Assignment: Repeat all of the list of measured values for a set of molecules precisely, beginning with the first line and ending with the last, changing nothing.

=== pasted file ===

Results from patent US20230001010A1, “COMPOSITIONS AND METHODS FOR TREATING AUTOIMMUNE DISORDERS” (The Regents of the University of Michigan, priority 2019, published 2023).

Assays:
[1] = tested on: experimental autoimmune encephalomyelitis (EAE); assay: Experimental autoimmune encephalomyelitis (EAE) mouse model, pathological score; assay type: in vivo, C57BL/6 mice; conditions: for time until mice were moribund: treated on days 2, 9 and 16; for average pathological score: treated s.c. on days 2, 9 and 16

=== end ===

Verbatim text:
Results from patent US20230001010A1, “COMPOSITIONS AND METHODS FOR TREATING AUTOIMMUNE DISORDERS” (The Regents of the University of Michigan, priority 2019, published 2023).

Assays:
[1] = tested on: experimental autoimmune encephalomyelitis (EAE); assay: Experimental autoimmune encephalomyelitis (EAE) mouse model, pathological score; assay type: in vivo, C57BL/6 mice; conditions: for time until mice were moribund: treated on days 2, 9 and 16; for average pathological score: treated s.c. on days 2, 9 and 16